The Limitless Place is the first collaboration between Museo Reina Sofía and the Centro Dramático Nacional (National Drama Centre) and Teatro Pradillo, with the latter conducting a programme of performances, lectures and encounters. It comes about from the desire to question the forms and language of the stage: How can we talk about our present? What does it tell us right now? What vocabularies are we inventing? What words, sounds, music and dances are calling us? What is dramaturgy in motion? Essentially political questions that are born with the will to think about, alongside the most diverse range of citizens possible, the theatre we actually want; what is, in short, the world we strive to build our society upon.
In collaboration with FILMADRID, a new space devoted to contemporary auteur cinema, the Museo Reina Sofía and Filmoteca Española (the Spanish Film Institute) welcome the retrospective Lav Diaz. The Evolution of a Filipino Film-maker, centred upon a contemporary director whose experiments with duration best represent the popular and tragic history of a community.
Regarded as one of the most relevant contemporary artists in the field of Video art, Hito Steyerl (Munich, 1966) approaches current themes in her work, for instance the impact the proliferation of images and the use of the Internet and technology have on our lives. She uses these issues as a starting point for developing, not just through her video pieces but also through writing and essays, critical work about control, surveillance and militarisation, migration, cultural globalisation, feminism and political imagery, questions she believes have the capacity to create realities.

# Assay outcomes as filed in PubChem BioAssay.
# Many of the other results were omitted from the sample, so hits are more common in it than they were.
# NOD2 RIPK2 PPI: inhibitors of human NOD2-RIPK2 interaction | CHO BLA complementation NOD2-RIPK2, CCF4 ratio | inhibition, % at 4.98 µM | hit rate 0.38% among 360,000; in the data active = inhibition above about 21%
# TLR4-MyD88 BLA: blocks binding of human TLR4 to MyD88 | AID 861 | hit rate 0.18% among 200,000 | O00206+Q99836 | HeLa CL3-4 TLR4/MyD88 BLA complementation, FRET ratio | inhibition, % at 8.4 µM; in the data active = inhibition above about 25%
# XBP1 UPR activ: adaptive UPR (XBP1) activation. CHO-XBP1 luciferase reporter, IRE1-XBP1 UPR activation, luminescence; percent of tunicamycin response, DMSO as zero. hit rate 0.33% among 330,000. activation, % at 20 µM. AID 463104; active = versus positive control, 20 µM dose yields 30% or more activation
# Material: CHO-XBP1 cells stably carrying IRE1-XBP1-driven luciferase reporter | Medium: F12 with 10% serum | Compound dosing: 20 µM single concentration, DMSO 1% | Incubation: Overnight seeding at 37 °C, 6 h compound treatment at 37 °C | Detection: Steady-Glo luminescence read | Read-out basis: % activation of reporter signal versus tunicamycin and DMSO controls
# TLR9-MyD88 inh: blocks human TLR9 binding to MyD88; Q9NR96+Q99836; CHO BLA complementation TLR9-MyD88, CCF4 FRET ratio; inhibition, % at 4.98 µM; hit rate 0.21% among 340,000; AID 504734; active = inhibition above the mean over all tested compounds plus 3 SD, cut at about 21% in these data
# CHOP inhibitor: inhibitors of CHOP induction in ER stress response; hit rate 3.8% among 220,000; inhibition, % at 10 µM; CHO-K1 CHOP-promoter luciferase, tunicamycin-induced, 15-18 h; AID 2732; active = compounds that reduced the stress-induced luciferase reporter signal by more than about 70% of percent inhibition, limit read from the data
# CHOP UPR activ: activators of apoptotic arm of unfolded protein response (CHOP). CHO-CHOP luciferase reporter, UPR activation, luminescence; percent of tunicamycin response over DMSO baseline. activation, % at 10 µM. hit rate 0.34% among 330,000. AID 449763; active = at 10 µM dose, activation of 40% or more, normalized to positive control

The work of Ree Morton (Ossining, New York, 1936 – Chicago, 1977) can be found in the specific art scene in the USA in the early 1970s, characterised by a strong reaction to post-war Abstract Expressionism, reflected in Minimal art, on the one hand, and Conceptual Art and Pop Art on the other. Nevertheless, her work is more akin to the art strategies that emerged around movements such as Pattern and Decoration, Fiber Art or, in Lucy R. Lippard’s definition, “Eccentric Abstraction”.
The exhibition, featuring over 100 works, including installations, drawings, paintings and sculptures, aims to become a new reference point in the study of her work, and brings together previous research to create the most complete retrospective to date.